Home Big Grid How to maximize store value through end-to-end retail management

How to maximize store value through end-to-end retail management

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Retail is an ever-evolving industry that has seen disruptions and transformations like no other. From being a brand-driven industry to a product and now pivoting to value-based experiences, the disruptions have been rather disquieting. The new generation of shoppers has grown up speaking to voice assistant devices and shopping on touchscreen devices from the comfort of their homes. Thus it is critical for retailers to establish a symbiotic relationship across all customer touchpoints.

The pertinent question at this point is — how will consumers interact with brick-and-mortar stores in the future? This is where retail management must now make better, faster decisions on how to reengineer their store operations and amplify footfall quantum in the future.

Capitalizing on the values of social shopping

Despite rapid digitalization, there is a growing proportion of customers who want to go shopping at stores delivering elements of theatre and interaction that e-commerce cannot offer. It’s an immersive social experience that people crave. Retail management must be orchestrated to facilitate a seamless shopping experience from research to the conversion stage.

Retailers must understand how consumer demands are changing to start redesigning their stores, cut down on assets that they don’t need, and invest in capabilities that will make their stores relevant. They need to dig down granular details like the correct retail mix, layout, products, visual merchandising, in-store promoters, and technology infrastructure. Retailers must also map out the channels and methods to forge customer relationships and loyalty.

Integrating stores completely into the consumer ecosystem

The accelerated shift to online shopping has put the future value of physical retail in jeopardy. However, that does not mean that brick-and-mortar stores will run out of relevance, at least not in the near future. But the role of physical stores will have to be reimagined as an integrated part of the consumer ecosystem. People are no longer blind consumers and rely on various media channels to get the information they need before visiting a store. This is their zero moment of truth. 

Unfortunately, legacy retailers still view digital and physical as separate entities. They need to change their modus operandi to reflect this issue seriously. Physical and digital stores should not be competitive with each other but complementary in an ecosystem where customers jump from one channel to another in no time. It is the customers’ prerogative of how they want to interact with a retail brand, and so from their perspective, all the channels must be uniformly connected.

Whether they are researching, buying, paying, returning, or looking for guidance, all activities happen with the brand and not the channel. A poor experience at any channel can impact the overall brand consideration. Rethinking the importance of physical stores means not only entrenching it in the digital strategy but blurring the lines between the two; so they operate seamlessly for the buyers.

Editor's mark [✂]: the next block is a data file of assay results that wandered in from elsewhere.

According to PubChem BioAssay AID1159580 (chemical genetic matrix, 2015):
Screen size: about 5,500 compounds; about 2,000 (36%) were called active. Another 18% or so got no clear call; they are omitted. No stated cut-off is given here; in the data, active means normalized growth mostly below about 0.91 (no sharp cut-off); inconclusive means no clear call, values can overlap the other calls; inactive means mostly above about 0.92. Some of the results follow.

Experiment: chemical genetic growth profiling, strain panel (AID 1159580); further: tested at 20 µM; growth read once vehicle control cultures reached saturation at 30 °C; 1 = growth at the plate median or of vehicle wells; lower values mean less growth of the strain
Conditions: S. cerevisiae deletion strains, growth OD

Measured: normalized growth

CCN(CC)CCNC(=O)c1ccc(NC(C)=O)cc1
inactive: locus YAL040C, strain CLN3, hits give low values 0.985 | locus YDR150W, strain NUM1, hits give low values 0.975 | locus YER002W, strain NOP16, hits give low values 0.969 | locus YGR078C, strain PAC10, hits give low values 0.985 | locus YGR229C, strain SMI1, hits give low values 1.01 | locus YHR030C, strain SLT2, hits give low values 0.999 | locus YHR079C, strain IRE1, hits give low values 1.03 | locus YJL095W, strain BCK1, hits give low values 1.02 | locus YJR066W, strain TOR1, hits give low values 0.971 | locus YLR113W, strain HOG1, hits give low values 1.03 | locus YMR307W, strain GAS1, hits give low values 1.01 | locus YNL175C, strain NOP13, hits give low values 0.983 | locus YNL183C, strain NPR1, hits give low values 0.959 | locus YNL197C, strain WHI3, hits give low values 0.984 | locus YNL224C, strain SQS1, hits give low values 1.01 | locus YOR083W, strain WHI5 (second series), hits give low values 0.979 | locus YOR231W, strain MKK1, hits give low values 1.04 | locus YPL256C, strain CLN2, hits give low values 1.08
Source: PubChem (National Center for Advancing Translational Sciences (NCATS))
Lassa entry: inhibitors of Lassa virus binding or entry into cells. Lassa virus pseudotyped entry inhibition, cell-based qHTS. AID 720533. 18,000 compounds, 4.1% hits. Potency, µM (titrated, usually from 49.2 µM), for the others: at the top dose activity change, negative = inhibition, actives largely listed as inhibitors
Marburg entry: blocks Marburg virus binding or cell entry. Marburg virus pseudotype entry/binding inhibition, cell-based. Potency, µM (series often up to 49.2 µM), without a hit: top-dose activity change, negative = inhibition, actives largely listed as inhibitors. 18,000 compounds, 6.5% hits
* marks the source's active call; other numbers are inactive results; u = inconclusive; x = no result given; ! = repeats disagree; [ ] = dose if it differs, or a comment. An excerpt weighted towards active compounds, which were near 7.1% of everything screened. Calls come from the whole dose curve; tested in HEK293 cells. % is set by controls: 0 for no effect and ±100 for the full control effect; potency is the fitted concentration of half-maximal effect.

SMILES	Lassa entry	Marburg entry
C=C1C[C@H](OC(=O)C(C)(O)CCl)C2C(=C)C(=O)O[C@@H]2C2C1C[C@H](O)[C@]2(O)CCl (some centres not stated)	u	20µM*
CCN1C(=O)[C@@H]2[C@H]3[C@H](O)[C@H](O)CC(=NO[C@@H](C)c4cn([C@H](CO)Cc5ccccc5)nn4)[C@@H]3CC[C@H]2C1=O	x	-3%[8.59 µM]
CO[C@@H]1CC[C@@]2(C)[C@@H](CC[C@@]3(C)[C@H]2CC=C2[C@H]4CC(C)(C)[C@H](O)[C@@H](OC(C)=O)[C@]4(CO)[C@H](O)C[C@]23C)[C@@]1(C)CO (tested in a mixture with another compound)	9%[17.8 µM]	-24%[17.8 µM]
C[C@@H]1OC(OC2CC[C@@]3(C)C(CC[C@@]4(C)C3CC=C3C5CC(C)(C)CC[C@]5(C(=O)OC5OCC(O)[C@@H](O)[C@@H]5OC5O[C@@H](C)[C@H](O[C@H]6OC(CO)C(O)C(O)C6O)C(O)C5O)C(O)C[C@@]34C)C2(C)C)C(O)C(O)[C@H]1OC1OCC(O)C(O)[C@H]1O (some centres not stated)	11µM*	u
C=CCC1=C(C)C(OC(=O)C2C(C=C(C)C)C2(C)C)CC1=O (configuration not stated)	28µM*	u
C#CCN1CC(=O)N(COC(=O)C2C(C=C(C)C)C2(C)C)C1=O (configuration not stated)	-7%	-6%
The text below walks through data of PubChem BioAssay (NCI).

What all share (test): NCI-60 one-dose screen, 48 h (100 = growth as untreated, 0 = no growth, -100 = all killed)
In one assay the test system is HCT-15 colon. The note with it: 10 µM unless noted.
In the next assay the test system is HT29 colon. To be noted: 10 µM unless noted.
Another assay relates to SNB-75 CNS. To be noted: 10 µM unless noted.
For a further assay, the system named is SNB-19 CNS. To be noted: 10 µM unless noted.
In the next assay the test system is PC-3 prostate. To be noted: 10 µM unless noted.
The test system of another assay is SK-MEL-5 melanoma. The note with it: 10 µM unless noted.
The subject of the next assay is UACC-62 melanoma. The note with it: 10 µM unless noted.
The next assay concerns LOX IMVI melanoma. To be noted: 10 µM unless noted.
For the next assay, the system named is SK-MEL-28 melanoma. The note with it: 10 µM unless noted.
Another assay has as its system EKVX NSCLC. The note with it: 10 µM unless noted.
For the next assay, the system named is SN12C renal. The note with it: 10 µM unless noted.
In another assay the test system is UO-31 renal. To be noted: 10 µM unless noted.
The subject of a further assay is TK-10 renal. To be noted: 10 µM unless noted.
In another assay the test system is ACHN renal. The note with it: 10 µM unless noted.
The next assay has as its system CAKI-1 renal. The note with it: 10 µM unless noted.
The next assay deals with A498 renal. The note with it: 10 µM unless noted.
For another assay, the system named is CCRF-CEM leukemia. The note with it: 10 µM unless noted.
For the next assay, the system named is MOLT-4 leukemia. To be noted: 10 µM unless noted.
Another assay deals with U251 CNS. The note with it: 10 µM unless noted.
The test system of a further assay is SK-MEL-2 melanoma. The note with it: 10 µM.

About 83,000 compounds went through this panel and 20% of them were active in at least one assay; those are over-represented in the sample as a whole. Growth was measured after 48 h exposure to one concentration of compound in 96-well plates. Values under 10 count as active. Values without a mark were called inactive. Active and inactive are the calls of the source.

Optimizing store processes 

A successful retail store functions on multiple front-end and back-end processes. Retail management requires creating an effective operation that facilitates both consumer-centricity and easy administration by business stakeholders. From maintaining updated records of inventory to executing analytics-driven visual merchandising, planogram management, and talent management, store processes must be designed for easy tracking and upkeeping. A smoothly running retail store with a unified view of all the retail engines will stay agile and evolve according to the market demands. This will eventually reflect on their bottom line. Efficient retail management saves time and results in superior buying experiences across channels.

Leverage the right set of metrics to influence routine decisions 

As retailers rethink the role and relevance of their stores, there will be some portfolio implications. They will have to repurpose stores into strategic delivery centres, dark stores, etc. It is, therefore time appropriate for them to start leveraging retail analytics solutions to capture and track key metrics across operations and improve their decision-making.

The ongoing retail transformations are bound to have economic repercussions at the store level. As a result, traditional metrics like store sales, basket size, and footfall will become inadequate measures of performance. Going forward, retailers would need to track metrics that will give them a unified view of their store operations. They need to look beyond transactional metrics and include KPIs like customer loyalty, visual merchandising impact, store size vs. total footprint, and more.

Conclusion

There are a lot of moving parts to retail management. With an uncertain future and no concrete solutions in place, brands need data-driven strategies in place that can lead to clear thinking, decisive action, and effective execution across channels. The overarching theme, however, remains the same- the consumer. Every small step or big and bold decision must be laid out with an aim to offer a unique value proposition to the customers. Retailers must pivot from a proposition based on SKUs to one that leads with experience. 

The writer is Chief Revenue Officer (CRO), Denave, a global technology-powered sales enablement organisation, which takes a solution-conscious approach to deliver best practices in sales by leveraging people, processes, technology and innovation to drive revenue.